What is an Irish flute? Well, there really is no such thing, truthfully. In very recent years the term “Irish flute” has caught on as a descriptor for a particular style of wooden flute that has become associated with Irish traditional music, even though it has equally strong associations with other musical traditions. Wikipedia sums it up as follows:
The term Irish Flute refers to a conical-bore, simple-system wooden flute of the type favored by classical flautists of the early 19th century, or to a flute of modern manufacture derived from this design (often with modifications to optimize its use in Breton Traditional Music, Irish Traditional Music or Scottish Traditional Music). The vast majority of traditional flute players use a wooden, simple-system flute.
These transverse flutes that are designed for ITM (Irish Traditional Music) as well as the aforementioned Breton Traditional Music, Scottish Traditional Music, etc.. They are based upon the antique Pratten’s Perfected, a well known 19th century flute model. They are made from black ebonite, a natural (non-synthetic) hard rubber valued for its stability and amazing acoustic properties, and feature nickel silver bore rings and tuning slide. If you are unfamiliar with ebonite as a material, I recommend reading my blog on the subject. Ebonite was a popular material for many 19th century flute makers.
These are high-performance keyless instruments with a diatonic major tuning that is ideal for many types of folk music.
I offer these flutes with several options. All of them feature a nickel silver tuning slide and nickel silver bore rings. The base model is made with a partially lined headjoint, tuning slide, single section body and foot. A double section body can be requested for an additional $100. The double section body features a joint that allows the two groups of three finger holes to be rotated out of line for easier ergonomics. Colored ebonite is offered as an option for an additional $200.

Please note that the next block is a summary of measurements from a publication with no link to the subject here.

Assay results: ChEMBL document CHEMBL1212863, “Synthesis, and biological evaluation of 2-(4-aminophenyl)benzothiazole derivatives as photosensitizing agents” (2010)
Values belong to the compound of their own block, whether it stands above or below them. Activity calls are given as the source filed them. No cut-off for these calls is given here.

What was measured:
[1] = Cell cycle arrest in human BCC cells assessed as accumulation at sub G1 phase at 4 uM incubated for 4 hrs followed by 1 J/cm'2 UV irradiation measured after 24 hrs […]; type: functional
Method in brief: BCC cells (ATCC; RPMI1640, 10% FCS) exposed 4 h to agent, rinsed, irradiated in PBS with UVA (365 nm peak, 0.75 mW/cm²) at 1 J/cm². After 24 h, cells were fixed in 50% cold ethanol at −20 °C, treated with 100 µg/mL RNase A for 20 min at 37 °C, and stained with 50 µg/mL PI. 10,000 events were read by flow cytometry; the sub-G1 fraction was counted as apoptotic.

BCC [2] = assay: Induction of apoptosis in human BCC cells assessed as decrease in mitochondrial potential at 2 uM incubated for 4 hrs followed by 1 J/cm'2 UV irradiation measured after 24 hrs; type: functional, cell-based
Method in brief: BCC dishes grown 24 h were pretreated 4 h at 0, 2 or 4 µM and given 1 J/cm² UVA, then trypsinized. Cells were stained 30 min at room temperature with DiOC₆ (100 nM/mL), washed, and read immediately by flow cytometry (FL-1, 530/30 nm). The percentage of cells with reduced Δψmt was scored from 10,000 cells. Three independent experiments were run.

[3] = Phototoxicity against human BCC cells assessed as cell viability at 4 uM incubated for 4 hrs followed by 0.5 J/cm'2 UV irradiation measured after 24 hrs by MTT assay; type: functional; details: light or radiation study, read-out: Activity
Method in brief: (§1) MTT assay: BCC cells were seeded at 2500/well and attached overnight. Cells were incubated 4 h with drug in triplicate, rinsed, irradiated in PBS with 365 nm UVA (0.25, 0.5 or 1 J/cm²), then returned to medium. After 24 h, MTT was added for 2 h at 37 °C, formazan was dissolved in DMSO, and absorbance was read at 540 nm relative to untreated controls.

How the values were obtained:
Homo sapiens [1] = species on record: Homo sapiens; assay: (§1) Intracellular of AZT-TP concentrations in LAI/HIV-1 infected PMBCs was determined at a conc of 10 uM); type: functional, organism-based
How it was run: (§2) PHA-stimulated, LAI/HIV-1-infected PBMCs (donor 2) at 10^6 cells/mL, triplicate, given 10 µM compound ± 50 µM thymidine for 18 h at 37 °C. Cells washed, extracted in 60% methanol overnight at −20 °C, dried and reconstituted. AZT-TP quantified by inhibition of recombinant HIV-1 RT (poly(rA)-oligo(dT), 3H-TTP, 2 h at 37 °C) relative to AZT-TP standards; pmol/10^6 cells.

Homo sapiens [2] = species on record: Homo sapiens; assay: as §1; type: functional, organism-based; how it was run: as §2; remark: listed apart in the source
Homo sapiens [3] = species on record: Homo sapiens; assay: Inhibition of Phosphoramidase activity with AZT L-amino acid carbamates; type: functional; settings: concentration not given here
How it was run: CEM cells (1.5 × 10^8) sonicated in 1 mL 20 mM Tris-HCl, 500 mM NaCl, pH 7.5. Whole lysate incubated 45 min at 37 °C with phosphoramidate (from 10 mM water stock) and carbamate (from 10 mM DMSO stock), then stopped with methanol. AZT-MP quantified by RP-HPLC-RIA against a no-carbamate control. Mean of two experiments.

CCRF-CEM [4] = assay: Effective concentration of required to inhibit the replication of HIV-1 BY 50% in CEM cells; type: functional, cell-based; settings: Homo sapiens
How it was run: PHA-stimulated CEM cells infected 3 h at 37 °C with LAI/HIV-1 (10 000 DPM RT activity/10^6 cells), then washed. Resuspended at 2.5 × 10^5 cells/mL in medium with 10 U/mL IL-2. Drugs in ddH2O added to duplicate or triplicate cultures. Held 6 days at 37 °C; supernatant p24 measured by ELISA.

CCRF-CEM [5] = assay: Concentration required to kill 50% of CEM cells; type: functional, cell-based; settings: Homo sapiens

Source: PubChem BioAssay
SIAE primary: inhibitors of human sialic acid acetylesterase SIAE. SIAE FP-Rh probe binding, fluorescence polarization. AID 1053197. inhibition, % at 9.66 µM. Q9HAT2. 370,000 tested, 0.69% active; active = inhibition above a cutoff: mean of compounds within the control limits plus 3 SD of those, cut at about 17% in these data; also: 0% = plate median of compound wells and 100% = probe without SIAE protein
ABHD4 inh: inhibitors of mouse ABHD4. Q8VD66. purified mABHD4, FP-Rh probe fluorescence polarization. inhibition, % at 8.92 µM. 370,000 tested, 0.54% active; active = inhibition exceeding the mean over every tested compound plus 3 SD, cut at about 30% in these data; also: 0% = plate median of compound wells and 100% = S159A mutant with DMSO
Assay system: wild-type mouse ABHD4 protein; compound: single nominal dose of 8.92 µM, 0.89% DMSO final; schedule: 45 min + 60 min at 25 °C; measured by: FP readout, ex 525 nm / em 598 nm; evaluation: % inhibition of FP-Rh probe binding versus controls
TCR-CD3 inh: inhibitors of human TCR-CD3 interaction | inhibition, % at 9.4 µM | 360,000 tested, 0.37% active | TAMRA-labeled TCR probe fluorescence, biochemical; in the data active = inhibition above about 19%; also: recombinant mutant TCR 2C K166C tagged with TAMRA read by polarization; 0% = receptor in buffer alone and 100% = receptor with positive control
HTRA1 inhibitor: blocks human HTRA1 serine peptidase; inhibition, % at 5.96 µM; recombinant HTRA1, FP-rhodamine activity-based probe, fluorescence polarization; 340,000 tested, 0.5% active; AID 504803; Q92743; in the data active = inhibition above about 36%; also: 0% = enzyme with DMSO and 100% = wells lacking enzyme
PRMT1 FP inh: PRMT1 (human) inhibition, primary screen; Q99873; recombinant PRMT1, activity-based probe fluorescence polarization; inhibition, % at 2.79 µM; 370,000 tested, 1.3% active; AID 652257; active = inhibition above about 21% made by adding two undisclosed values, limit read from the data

For a less expensive, high-performance alternative to these flutes, consider the Essential Flute, a one-piece keyless flutes that plays the same scale.
This entire line of flutes is the fruit of a collaboration with Jonathan Walpole, former professor at Portland State University, who is not only an avid collector of flutes but also a gifted amateur restorer and maker in his own right. Jon and I began working together in the Fall of 2012. I had been developing a line of conical bore flutes for more than a year before we met, using information provided by Australian flute maker Terry McGee, but then I had the great good fortune to become acquainted with Jon and ever since he has been an invaluable ally in my quest to make a top flight Irish flute. His attention to detail, his love of ITM and his contagious enthusiasm and curiosity have been directly responsible for the rapid evolution of this flute line. He has shared a great deal of information and insight, has tested prototypes and provided feedback, and has brainstormed with me on almost every aspect of flute making, from design concepts and materials to the manufacture of custom tooling.
It might say “Ellis” on the flute, but these flutes are really Ellis-Walpole creations.
Listen to Blayne Chastain (owner of the Irish Flute Store and ITM musician extraordinaire) introduce and play a sample from one of the new Pratten style flutes.
A feast for the eyes and ears! Gorgeous Smokey ebonite Pratten-style “Irish” flute in the key of D (diatonic major tuning), featuring nickel silver tuning slide and bore rings. Partially lined headjoint and corked joints. Comes with padded flannel flute roll, cork grease and swab stick. I took an extra photo out in the sun to really show the color of the ebonite (it is more subdued than some of the colors and regular photos don’t capture it as well). Powerful, lively tone and response. Perfect for a session down at your local pub!
For players unfamiliar with ebonite, I strongly encourage you to read my blog entry on the subject. It is a truly amazing material for woodwinds of all kinds, and it is all-natural (not plastic or synthetic). Waterproof, stable and demonstrating superior acoustic properties. NOTE: ebonite does have a mild smell of rubber when it is warm, and some players don’t care for it. It seems to fade over time, and personally I don’t even notice it. However, it should be mentioned if you have a particularly sensitive nose.
Making ebonite is as much art as science, and colored ebonite is very expensive (but worth it!), and the finishing process is much more labor intensive than wood. The extra cost for materials and labor is reflected in the price of these flutes.
Sound sample pending.
Irish Flutes price: $1299 to $1449
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